To examine whether the zebrafish Mondo pathway factors function similarly in the regulation of gene transcription as their mammalian orthologs, we studied the pathway in zebrafish PAC2 cells (Lin et al., 1994). All three Mondo pathway factors are expressed in these cells (Figure 1—figure supplement 1A). To monitor Mondo signaling, we generated a luciferase reporter gene construct driven by two ChoREs fitting the mammalian consensus (Ma et al., 2006) and a TATA box minimal promoter (Figure 1C). This construct was active in HepG2 cells, a mammalian cell culture model commonly used for Mondo pathway studies (Kim et al., 1996; Yu and Luo, 2009; Figure 1—figure supplement 1B). In PAC2 cells, bioluminescence equally increased in a dose-dependent manner upon glucose treatment (Figure 1C). No significant changes in bioluminescence levels were detected upon glucose treatment in cells expressing a constitutively active luciferase reporter (pGL3-Control; Figure 1D), excluding a general unspecific increase in transcriptional activity by glucose treatment.
We next tested whether overexpression of Mondo pathway members enhances glucose induced pathway activity. Transient overexpression of MondoA and Mlx activated transcription from the reporter also under low glucose conditions (Figure 1E), as shown by the increased bioluminescence compared with transfection of the 2xChoRE reporter alone (p≤0.001). Overexpression of the MondoA and Mlx factors together led to an even more pronounced effect on bioluminescence (p≤0.01), revealing synergistic effects. High glucose levels caused significant reporter gene induction in control cells (p≤0.01; Figure 1E). Importantly, strong glucose induction of the reporter was also shown by cells overexpressing either Mlx (p≤0.01) or MondoA (p≤0.001) alone as well as both factors together (p≤0.001; Figure 1E). An unrelated control reporter construct (pGRE-Luc, Weger et al., 2012) was not responsive to any of the treatments (Figure 1—figure supplement 1C). Together, the data indicate that limited availability of endogenous pathway components restrains pathway activity, and that both basal activity and the response to higher glucose levels are potentiated when more sensor proteins are available.
In addition, we explored the effect of morpholino oligonucleotide (MO) mediated loss-of-function of mondoa to confirm that Mondo pathway function is required for glucose induction of reporter expression. Cells transfected with a control 5 bp mismatch MO (mondoa-mis) showed a 2.0-fold induction of bioluminescence from the 2xChoRE reporter plasmid by high glucose levels, while in cells transfected with a MO directed against the translation start site (mondoa-mo) this glucose response was abolished (Figure 1F). Taken together, our data demonstrate that ChoRE mediated glucose induction of gene expression is regulated by the Mondo pathway also in zebrafish.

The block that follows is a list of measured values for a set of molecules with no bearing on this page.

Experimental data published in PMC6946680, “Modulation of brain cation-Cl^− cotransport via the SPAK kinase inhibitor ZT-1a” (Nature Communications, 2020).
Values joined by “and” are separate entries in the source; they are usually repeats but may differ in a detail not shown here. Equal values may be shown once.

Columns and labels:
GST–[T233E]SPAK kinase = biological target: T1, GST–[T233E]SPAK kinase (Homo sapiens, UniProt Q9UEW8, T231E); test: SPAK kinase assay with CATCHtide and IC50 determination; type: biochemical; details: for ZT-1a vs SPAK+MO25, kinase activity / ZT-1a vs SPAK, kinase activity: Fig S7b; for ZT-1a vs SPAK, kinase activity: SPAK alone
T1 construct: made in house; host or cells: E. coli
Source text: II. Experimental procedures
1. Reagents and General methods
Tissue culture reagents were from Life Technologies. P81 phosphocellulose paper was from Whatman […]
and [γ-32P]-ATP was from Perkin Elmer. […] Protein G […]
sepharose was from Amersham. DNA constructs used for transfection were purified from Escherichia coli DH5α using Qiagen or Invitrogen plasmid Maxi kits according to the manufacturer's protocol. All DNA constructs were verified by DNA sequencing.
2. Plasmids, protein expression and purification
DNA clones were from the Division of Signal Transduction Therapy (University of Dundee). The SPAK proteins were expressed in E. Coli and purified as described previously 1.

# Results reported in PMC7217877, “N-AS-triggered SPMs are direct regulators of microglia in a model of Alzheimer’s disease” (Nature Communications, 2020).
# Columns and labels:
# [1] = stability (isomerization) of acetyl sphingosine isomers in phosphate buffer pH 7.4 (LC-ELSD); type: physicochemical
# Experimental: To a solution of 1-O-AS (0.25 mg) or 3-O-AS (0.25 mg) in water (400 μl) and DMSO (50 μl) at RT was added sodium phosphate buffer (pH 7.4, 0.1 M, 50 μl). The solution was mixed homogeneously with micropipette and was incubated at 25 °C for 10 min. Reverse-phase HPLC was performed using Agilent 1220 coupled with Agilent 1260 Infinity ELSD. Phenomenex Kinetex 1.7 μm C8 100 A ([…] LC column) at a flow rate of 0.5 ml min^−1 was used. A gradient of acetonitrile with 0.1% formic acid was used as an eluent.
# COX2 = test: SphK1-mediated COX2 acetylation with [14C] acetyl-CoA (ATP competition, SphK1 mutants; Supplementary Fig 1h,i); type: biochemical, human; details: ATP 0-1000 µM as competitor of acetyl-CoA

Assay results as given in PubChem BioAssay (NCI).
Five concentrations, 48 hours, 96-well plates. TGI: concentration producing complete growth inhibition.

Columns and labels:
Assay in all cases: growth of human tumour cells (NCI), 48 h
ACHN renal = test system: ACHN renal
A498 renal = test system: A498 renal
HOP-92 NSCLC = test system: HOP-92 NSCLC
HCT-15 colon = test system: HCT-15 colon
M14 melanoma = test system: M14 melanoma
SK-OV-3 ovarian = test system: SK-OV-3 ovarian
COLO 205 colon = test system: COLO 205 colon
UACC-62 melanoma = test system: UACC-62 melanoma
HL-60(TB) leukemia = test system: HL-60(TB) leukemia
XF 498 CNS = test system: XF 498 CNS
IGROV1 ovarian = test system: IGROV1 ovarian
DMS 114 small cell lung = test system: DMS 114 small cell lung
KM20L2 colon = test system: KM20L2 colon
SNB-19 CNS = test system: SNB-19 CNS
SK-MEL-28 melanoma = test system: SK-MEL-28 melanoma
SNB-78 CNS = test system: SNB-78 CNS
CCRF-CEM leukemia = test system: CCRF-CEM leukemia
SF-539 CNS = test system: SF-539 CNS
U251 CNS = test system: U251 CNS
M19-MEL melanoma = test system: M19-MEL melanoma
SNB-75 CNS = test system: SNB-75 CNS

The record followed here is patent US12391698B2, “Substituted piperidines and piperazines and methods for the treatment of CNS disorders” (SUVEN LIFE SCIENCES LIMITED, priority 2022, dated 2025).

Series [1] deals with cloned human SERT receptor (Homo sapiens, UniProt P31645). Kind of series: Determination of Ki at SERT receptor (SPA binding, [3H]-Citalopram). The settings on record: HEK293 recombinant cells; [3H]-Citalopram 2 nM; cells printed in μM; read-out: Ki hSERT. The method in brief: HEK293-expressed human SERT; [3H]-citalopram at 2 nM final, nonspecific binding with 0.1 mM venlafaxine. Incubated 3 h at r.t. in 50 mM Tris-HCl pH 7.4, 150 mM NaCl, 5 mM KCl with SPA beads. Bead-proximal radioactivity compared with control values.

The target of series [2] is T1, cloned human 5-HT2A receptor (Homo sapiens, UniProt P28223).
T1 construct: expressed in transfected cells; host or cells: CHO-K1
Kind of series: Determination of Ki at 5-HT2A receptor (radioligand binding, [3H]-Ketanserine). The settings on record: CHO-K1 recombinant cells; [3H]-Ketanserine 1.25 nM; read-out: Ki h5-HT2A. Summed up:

The zebrafish Mondo pathway is present in early embryos

After confirming the similarity of zebrafish Mondo pathway function to mammals in cultured cells, we studied its role during development. We reanalyzed a previously published zebrafish developmental transcriptome dataset (White et al., 2017, ENA accession number ERP014517) and detected maternal transcripts of mondoa, chrebp and mlx as well as expression of the three genes throughout development, following distinct temporal patterns (Figure 1G–I). Whole mount in situ hybridization analysis (WISH) for mondoa revealed a ubiquitous expression pattern (Figure 1J). Similar results were observed for chrebp and mlx (Figure 1—figure supplement 1D,E). At the 50% epiboly stage, all three genes are expressed throughout the embryo (Figure 1K; Figure 1—figure supplement 1F).
Next, we tested whether glucose treatment increases the expression of mammalian Mondo pathway target gene homologs in early zebrafish embryos, namely hexokinase 2 (hk2) (Sans et al., 2006), fatty acid synthase (fasn) (Ma et al., 2006) and thioredoxin-interacting protein a (txnipa) (Stoltzman et al., 2008). We injected the glucose analogue 2-deoxy-glucose (2-DG), which is metabolized to the G6P analogue 2-DG6P but not further (Chi et al., 1987; Stoltzman et al., 2008), thereby avoiding activation of other pathways relying on downstream metabolization of glucose. This treatment significantly increased expression of hk2 (p
Read More

Show More

Related Articles

Leave a Reply

Your email address will not be published.

Back to top button